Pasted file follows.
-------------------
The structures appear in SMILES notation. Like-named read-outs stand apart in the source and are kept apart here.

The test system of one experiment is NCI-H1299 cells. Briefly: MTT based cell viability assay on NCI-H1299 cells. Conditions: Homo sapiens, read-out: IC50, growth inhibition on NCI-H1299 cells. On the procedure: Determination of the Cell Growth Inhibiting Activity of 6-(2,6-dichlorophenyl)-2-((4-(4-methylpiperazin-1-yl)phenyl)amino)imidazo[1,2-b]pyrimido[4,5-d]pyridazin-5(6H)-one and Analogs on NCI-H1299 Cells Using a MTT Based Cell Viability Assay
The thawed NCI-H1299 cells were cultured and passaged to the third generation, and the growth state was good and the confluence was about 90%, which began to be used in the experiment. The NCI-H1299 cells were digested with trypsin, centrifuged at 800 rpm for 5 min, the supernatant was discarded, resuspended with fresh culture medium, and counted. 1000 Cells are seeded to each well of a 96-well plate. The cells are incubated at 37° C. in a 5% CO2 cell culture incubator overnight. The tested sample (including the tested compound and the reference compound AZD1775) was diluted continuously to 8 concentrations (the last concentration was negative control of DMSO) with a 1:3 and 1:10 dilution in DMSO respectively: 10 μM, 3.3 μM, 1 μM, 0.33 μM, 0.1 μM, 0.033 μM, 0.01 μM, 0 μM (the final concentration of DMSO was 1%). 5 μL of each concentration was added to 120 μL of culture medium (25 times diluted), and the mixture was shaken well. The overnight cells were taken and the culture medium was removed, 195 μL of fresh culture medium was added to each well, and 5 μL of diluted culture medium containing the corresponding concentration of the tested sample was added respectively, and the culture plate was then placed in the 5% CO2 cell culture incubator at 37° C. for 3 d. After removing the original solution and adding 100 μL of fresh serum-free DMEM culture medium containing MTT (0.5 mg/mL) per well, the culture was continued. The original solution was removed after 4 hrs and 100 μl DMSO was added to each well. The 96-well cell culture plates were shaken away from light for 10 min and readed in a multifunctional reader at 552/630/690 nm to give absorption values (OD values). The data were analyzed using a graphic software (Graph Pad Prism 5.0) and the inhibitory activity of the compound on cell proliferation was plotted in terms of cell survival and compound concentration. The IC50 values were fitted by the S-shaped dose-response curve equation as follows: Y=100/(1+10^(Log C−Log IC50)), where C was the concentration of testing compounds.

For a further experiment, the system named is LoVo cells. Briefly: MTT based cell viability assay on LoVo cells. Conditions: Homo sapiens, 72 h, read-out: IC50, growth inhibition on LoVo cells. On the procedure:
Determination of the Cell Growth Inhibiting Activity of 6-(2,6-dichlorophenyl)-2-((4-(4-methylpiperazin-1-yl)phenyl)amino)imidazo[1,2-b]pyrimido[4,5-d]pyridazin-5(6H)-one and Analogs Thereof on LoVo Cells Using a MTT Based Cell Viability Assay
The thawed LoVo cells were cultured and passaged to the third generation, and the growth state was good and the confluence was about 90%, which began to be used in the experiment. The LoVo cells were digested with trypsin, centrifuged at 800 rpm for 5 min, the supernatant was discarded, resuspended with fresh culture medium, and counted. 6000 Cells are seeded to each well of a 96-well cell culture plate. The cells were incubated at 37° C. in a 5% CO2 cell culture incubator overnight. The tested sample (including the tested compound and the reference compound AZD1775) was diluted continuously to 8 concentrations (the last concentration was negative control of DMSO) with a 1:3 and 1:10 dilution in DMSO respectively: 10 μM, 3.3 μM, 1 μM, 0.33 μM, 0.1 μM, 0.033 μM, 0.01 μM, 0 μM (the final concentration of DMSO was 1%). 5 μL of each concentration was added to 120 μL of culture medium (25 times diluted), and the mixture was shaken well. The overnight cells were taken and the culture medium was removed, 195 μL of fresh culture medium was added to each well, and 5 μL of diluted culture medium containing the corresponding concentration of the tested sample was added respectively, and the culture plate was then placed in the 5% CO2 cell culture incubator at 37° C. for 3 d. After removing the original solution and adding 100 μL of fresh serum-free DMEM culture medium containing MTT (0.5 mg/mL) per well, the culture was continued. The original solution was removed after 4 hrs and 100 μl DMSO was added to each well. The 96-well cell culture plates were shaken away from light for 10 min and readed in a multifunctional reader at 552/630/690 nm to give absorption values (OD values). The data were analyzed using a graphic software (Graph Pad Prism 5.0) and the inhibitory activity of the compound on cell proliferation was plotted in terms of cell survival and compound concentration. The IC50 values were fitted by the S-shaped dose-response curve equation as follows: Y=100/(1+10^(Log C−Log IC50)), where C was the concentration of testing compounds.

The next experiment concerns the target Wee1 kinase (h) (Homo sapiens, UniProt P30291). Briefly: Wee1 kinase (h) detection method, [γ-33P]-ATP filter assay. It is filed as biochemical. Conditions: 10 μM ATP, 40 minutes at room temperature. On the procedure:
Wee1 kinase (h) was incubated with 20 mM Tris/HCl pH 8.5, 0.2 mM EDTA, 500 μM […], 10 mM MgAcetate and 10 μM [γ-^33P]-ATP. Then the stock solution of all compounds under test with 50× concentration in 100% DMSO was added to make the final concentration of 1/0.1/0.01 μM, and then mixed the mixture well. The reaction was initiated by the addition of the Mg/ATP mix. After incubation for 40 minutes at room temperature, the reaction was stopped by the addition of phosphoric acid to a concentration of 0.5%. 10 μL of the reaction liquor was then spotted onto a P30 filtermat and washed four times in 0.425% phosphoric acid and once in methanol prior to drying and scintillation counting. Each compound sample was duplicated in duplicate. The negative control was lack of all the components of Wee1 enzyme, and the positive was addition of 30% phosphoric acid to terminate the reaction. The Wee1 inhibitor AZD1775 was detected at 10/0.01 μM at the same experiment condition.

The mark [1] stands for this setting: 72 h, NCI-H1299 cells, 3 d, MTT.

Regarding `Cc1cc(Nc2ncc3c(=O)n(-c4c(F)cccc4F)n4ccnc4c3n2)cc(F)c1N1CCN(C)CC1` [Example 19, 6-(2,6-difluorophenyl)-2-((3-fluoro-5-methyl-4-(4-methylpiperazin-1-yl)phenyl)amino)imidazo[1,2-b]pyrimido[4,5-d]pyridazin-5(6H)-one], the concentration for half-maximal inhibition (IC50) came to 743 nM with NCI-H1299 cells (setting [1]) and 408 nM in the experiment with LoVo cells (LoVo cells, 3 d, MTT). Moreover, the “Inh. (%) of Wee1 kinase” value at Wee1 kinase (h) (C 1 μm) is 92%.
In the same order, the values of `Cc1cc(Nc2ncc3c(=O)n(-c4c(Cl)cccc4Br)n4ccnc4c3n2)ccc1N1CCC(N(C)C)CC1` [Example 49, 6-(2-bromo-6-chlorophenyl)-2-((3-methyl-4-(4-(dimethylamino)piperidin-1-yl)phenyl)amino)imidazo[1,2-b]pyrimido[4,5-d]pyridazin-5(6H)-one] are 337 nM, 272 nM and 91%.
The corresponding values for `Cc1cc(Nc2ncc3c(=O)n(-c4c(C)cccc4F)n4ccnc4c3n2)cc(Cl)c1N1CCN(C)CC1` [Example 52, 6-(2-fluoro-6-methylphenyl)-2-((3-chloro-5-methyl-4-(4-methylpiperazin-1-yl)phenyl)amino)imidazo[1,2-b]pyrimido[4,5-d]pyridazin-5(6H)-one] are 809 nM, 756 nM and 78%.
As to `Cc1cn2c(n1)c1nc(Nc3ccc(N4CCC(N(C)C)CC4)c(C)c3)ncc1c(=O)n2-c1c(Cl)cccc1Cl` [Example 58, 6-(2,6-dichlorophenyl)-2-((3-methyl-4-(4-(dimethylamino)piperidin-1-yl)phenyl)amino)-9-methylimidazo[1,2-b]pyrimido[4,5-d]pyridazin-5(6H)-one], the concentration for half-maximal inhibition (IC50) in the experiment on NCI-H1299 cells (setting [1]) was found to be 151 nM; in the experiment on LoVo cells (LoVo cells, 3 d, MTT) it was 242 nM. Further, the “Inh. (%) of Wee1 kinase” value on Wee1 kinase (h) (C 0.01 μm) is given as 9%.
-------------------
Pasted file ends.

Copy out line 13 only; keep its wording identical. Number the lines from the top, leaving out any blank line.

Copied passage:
As to `Cc1cn2c(n1)c1nc(Nc3ccc(N4CCC(N(C)C)CC4)c(C)c3)ncc1c(=O)n2-c1c(Cl)cccc1Cl` [Example 58, 6-(2,6-dichlorophenyl)-2-((3-methyl-4-(4-(dimethylamino)piperidin-1-yl)phenyl)amino)-9-methylimidazo[1,2-b]pyrimido[4,5-d]pyridazin-5(6H)-one], the concentration for half-maximal inhibition (IC50) in the experiment on NCI-H1299 cells (setting [1]) was found to be 151 nM; in the experiment on LoVo cells (LoVo cells, 3 d, MTT) it was 242 nM. Further, the “Inh. (%) of Wee1 kinase” value on Wee1 kinase (h) (C 0.01 μm) is given as 9%.